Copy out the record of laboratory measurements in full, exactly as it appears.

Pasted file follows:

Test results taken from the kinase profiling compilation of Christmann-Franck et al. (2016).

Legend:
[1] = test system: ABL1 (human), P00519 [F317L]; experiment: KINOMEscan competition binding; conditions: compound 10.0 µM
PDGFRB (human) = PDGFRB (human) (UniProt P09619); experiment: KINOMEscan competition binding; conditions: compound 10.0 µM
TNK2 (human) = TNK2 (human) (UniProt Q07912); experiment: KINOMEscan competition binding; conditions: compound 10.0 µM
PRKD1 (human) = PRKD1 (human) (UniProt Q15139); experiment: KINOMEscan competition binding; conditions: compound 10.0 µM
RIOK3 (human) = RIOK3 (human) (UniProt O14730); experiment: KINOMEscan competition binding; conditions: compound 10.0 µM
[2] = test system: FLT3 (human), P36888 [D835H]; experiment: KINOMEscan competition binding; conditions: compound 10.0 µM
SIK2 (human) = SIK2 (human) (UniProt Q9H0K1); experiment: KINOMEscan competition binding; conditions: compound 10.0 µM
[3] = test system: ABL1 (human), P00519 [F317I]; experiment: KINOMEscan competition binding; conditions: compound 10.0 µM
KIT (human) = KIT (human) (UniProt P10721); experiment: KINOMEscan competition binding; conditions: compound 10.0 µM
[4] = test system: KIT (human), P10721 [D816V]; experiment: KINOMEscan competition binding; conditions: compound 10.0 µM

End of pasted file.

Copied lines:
Test results taken from the kinase profiling compilation of Christmann-Franck et al. (2016).

Legend:
[1] = test system: ABL1 (human), P00519 [F317L]; experiment: KINOMEscan competition binding; conditions: compound 10.0 µM
PDGFRB (human) = PDGFRB (human) (UniProt P09619); experiment: KINOMEscan competition binding; conditions: compound 10.0 µM
TNK2 (human) = TNK2 (human) (UniProt Q07912); experiment: KINOMEscan competition binding; conditions: compound 10.0 µM
PRKD1 (human) = PRKD1 (human) (UniProt Q15139); experiment: KINOMEscan competition binding; conditions: compound 10.0 µM
RIOK3 (human) = RIOK3 (human) (UniProt O14730); experiment: KINOMEscan competition binding; conditions: compound 10.0 µM
[2] = test system: FLT3 (human), P36888 [D835H]; experiment: KINOMEscan competition binding; conditions: compound 10.0 µM
SIK2 (human) = SIK2 (human) (UniProt Q9H0K1); experiment: KINOMEscan competition binding; conditions: compound 10.0 µM
[3] = test system: ABL1 (human), P00519 [F317I]; experiment: KINOMEscan competition binding; conditions: compound 10.0 µM
KIT (human) = KIT (human) (UniProt P10721); experiment: KINOMEscan competition binding; conditions: compound 10.0 µM
[4] = test system: KIT (human), P10721 [D816V]; experiment: KINOMEscan competition binding; conditions: compound 10.0 µM